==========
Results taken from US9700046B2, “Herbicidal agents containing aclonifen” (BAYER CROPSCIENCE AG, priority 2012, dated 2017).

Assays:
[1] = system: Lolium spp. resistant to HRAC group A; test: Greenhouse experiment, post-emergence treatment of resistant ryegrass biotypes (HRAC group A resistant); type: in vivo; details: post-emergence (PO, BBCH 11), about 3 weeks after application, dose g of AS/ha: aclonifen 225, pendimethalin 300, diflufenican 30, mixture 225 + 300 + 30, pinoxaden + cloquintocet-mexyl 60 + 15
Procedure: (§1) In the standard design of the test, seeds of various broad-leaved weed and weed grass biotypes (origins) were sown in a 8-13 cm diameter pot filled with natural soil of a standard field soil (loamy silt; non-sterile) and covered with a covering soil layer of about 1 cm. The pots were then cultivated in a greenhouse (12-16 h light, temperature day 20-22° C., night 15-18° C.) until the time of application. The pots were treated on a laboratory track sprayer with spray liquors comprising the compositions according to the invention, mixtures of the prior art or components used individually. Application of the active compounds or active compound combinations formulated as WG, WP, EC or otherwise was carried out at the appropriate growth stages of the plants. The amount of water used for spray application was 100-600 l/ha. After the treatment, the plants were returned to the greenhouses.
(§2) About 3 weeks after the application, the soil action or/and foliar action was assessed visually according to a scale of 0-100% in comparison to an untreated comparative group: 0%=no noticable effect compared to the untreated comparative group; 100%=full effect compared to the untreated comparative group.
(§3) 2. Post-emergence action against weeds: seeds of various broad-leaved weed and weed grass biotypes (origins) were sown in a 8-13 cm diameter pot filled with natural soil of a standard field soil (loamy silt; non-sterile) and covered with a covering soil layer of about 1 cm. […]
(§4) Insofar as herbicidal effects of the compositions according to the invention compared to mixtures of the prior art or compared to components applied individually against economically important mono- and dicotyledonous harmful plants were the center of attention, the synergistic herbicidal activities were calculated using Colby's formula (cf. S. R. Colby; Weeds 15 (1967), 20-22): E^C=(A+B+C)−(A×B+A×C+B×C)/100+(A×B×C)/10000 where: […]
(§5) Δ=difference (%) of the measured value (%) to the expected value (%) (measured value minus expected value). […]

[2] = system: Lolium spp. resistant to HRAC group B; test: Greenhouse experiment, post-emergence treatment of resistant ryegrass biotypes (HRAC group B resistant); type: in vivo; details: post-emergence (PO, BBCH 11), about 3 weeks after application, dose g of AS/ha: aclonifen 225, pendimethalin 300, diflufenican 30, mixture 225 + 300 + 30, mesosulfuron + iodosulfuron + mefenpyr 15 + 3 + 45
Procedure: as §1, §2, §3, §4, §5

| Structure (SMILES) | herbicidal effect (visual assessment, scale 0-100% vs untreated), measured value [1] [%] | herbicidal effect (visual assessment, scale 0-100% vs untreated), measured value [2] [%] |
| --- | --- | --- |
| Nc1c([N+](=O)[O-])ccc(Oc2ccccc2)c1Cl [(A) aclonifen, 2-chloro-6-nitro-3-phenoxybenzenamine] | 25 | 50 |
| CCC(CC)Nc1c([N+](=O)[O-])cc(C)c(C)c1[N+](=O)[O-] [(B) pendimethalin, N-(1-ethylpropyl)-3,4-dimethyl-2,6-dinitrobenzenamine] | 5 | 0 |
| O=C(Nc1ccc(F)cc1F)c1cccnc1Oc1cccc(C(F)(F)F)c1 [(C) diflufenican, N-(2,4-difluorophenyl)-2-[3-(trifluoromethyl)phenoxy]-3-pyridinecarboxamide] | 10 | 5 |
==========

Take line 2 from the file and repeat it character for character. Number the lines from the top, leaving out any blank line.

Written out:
Assays: